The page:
entire range of music, including the
lowest bass, each octave in proper
balance with each other. Advent didn't
choose to ask you to give up an octave
of bass just because you aren't Daddy
Warbucks, (the amount of pleasure
you get from your system has a lot to
do with the lowest frequencies).
To build a smaller speaker which covers
the full musicol range, Advent has had
to give up a small amount of efficiency,
(Ergo: the small Advent will not play
as loudly as some of the larger, more
costly speaker systems we sell.) It
won't fill a large auditorium.
But unless your listening room is
extremely large, it will more than fill it
with sound. The Smaller Advent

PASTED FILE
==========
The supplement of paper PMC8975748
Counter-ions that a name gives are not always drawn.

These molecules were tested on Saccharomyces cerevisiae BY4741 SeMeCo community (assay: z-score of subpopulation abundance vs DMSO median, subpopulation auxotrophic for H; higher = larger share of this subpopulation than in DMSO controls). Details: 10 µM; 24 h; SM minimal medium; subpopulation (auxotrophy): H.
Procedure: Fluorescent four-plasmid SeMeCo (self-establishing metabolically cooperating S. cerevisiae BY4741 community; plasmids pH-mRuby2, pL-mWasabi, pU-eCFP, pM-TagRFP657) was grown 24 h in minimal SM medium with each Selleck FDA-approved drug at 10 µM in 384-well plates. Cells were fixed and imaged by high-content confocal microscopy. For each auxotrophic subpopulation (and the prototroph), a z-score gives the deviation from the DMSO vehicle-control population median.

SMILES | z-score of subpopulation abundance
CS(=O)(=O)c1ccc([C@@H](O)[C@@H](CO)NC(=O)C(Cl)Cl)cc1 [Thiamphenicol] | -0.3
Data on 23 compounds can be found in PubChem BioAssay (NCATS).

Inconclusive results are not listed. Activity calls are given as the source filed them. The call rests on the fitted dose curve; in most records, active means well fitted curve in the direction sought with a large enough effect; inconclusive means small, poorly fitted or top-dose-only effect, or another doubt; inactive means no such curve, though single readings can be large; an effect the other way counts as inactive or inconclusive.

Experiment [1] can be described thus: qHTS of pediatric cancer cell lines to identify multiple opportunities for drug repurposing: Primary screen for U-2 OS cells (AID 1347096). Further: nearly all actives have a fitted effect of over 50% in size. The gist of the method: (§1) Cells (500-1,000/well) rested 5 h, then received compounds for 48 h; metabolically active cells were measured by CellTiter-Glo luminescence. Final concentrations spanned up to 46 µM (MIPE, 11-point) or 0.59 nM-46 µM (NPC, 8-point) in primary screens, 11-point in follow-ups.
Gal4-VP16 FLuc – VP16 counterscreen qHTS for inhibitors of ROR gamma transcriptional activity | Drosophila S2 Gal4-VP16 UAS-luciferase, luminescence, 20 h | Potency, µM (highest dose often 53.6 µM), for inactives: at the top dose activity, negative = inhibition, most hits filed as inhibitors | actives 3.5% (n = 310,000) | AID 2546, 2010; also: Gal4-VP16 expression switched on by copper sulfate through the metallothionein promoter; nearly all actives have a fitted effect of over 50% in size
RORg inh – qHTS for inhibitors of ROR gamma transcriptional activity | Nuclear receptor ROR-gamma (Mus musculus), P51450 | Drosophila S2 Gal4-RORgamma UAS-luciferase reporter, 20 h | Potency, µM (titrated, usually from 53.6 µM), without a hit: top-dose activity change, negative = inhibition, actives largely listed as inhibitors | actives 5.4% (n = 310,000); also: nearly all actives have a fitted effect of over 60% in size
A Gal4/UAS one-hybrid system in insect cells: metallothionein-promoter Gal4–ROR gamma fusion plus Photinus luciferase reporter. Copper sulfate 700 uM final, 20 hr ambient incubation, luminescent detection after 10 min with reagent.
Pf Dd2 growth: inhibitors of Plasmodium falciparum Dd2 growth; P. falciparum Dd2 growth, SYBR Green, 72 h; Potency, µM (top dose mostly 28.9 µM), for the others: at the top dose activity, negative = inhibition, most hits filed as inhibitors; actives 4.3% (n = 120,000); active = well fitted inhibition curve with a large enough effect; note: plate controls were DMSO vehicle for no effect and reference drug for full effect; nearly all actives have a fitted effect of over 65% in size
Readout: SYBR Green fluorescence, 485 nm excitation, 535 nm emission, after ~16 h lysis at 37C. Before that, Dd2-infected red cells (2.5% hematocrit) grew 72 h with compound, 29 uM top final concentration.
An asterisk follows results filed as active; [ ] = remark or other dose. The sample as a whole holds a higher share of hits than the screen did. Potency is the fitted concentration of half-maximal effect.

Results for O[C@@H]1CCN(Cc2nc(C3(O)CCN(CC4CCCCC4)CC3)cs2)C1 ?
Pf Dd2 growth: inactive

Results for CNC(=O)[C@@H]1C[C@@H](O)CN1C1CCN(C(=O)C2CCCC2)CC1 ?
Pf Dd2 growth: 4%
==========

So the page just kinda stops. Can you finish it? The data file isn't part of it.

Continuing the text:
Loudspeaker is cesigned with a four-ohm
impedance to take advantage of the
increased power available at this
impedance from transistorized
amplifiers- power at extremely low
distortiono, such as is available from
the new Kenwood KR-4130 stereo
receiver.

0
d'1
M
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9:30 a.m.-Discussion Classes
10:30 a.m.-"Free Love"
CALVIN MALEFYT SPEAKING
5:30 p.m.-Student Supper
6:30 p.m.-"The Bible and Science"
H. HAROLD HARTZLER
-American Scientific Affiliates

The Kenwood KR-4130
Kenwood has brought down the price
of clean undistorted power - without
which the Smaller Advent Loudspeaker
will not sound up to its potential (or
up to our ambitious claims).
It delivers twenty-four watts per
channel, RMS. (RMS is the most
demanding and least flashy of the
various power-rating systems). The